God's Word lives. And in order for us to live spiritually, we must come into contact with that Word. If you are spiritually lifeless, lethargic, and listless, it is because you are out of contact with the living Word. Contact it, come back to it, and it will give you new life. It is the road back to God.

God's Word Cuts

God's Word cuts superlatively; it is "sharper than any double-edged sword." The word used for "sharp" indicates something that cuts, and means comparatively more cutting. The two edges translate a term which means literally a "two-mouthed sword," as if both edges could bite through anything. Obviously, a sword with two edges cuts more, cuts both ways, cuts quickly. The word "sword" indicates the shorter, dagger-like sword worn by the Roman soldier for quick action. It is "the sword of the Spirit which is the word of God" (Eph. 6:17).

The smallest cutting devices yet made by man are glass micropipette tubes used in intercellular work on living cells. These glass knives are sixty-five hundred times thinner than the human hair. Yet there is something that can cut much finer. It is the Word of God. It can slice through the deepest evasions and finest distinctions of the deceptive human heart.

In another modern comparison, the finest cut ever made was reported in June 1983 at the Lawrence Livermore Laboratory in California. A special optical turning machine sliced a human hair three thousand times lengthwise. That's cutting it thin! But the Word of God is able to make cutting distinctions far finer than that. It is able to make the distinctions and incisions that bring us back to God.

At the point of sin, the Word of God must cut and kill before it can heal and make well—before there can be spiritual life. His living Word must be put to the throat of every sinful tendency, habit, and thought, and all must be sacrificed to the cutting edge of the Word. The Book is water to the fire of sin, antidote to the poison of sin, light to the darkness of sin, a key to the lock of sin. But it must first kill.

God's Word cuts thoroughly: "It penetrates even to dividing soul and spirit, joints and marrow." This is how the Word of God operates when we truly come into contact with its cutting power. It penetrates deeply; it strikes through to the very dividing line between the human soul and spirit. How often do we encounter a stubborn person and ask ourselves, How can I get through to that person? Only the Word has that capacity.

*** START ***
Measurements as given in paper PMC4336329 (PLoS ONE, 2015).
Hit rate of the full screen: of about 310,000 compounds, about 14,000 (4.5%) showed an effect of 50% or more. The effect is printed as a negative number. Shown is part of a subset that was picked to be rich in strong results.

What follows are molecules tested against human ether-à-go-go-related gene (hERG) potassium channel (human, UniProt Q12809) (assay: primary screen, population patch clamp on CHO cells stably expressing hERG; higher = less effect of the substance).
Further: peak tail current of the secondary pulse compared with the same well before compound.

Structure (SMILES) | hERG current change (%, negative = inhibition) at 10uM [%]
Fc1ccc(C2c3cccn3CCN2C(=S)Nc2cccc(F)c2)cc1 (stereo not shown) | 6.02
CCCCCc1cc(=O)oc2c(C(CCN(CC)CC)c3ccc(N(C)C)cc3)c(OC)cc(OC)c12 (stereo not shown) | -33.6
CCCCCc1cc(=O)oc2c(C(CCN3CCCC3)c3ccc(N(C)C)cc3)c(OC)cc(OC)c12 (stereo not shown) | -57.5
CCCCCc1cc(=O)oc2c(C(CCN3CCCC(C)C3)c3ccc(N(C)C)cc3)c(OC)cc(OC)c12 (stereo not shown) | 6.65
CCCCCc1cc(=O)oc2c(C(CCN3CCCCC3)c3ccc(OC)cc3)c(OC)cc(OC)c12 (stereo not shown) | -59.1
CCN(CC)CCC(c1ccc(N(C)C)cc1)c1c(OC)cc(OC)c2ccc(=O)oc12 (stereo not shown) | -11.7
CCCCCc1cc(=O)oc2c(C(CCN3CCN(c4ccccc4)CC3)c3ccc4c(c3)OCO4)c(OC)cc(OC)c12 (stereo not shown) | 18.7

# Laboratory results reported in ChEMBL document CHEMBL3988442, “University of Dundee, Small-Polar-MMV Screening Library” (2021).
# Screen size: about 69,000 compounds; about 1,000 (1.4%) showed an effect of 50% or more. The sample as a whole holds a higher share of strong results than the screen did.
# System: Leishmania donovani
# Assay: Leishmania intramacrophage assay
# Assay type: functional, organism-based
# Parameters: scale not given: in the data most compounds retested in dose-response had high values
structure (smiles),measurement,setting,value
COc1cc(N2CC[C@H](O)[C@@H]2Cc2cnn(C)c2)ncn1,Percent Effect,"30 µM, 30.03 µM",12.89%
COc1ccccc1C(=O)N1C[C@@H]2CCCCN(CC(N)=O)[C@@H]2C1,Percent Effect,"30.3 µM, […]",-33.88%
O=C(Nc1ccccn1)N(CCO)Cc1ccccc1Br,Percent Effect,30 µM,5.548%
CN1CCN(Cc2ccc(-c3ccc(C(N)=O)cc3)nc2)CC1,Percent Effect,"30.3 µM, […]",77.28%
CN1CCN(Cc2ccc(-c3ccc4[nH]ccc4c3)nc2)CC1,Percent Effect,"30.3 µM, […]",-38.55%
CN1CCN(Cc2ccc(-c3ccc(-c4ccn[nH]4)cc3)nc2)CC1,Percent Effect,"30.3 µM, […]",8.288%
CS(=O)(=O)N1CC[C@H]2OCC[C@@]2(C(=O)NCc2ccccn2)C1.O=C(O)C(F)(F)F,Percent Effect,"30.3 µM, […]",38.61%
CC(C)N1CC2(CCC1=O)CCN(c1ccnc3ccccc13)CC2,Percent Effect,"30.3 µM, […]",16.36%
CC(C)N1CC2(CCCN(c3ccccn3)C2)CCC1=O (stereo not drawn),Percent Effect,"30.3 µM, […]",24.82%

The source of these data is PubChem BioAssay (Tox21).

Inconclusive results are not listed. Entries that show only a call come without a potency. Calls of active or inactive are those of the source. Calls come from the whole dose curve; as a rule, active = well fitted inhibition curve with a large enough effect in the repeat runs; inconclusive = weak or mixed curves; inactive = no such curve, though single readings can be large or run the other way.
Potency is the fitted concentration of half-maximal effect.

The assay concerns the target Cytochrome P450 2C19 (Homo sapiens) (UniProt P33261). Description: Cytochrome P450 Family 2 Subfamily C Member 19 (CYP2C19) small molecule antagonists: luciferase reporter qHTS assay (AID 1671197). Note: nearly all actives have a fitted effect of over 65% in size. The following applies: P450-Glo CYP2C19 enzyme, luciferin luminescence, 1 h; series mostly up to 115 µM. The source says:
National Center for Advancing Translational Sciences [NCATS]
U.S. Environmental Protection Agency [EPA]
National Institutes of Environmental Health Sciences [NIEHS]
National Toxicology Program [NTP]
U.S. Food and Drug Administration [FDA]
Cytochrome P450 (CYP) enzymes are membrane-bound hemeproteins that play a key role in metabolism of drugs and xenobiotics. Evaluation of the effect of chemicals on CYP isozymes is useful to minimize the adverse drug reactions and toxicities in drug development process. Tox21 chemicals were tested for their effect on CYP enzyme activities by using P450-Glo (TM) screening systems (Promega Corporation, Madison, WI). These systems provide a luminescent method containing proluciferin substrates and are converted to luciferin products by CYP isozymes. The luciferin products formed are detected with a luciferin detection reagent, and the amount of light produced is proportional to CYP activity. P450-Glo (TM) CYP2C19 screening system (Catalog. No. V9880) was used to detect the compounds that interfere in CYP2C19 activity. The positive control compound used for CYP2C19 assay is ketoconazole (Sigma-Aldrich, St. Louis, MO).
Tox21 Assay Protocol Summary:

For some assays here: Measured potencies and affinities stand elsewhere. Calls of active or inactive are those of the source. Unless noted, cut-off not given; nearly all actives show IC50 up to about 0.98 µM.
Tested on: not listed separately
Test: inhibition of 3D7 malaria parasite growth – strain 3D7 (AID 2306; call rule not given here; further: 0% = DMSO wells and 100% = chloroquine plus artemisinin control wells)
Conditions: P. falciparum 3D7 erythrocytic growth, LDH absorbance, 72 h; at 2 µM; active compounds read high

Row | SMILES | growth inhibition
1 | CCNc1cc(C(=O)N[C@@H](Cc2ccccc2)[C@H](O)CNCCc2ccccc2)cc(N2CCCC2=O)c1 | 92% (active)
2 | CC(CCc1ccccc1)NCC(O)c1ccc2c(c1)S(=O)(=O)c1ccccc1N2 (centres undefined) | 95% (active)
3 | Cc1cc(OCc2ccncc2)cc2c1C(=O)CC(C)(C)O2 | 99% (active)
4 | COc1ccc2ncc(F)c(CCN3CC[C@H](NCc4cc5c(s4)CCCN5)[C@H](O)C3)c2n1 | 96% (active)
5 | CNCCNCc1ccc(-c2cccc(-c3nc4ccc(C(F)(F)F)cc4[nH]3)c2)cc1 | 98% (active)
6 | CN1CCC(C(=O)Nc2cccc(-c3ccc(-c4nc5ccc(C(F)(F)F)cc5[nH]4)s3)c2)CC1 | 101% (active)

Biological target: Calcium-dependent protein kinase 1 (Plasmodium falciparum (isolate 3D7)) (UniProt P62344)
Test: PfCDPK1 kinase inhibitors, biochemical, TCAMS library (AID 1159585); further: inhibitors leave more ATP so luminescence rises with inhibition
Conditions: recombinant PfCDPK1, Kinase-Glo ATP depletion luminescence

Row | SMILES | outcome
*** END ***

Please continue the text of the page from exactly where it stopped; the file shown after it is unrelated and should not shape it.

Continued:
Understand what the word "separate" means. It means that the Word of God analyzes, lays bare, and reveals in their true nature all the powers of man. It separates the material from the immaterial, the spiritual from the animal parts of humans. It cuts through until it reveals that we are more than animals that eat, sleep, breed, and fight for territory. It does this by separating the spirit from the soul.

The human spirit is that which God placed in me; it is the point of contact with God. It retains the image of God and is breathed into me by God. The spirit makes me more than an animal.

The human soul, in comparison, is the seat of all my emotions, thoughts, feelings, desires, fixations, and inclinations. When it is cut off from the spirit, it is in chaos, lost, withered— a powerless plaything in the hands of material and demonic influence. When the Word of God comes, it cuts apart soul and spirit. It says, "Gregory, you were made to be more than a chaos of energies and passions." It lays bare and exposes the inside of me in a delicate spiritual surgery. That the Word of God separates between the joints and the marrow simply means that there is nothing inside of a person's real life that the Word of God does not show up in its true nature. No part of human nature is untouched. The very innermost part of my life is cleaved in twain by this mighty sword.

There is now hardly a place in the human body that surgeons can't penetrate with their arsenal of scalpels and lasers. Lasers can now cut away cataracts, remove brain tumors, and may soon effectively remove cholesterol deposits in coronary arteries. Now there is even an "excimer laser" that will allow exquisitely precise surgery through holes so small they will not need stitches. A special scalpel with a microwave device on it can heat tissue, clot blood at the moment of an incision, and allow incredible precision. Human technology is at an all-time high in its ability to cut, separate, and heal.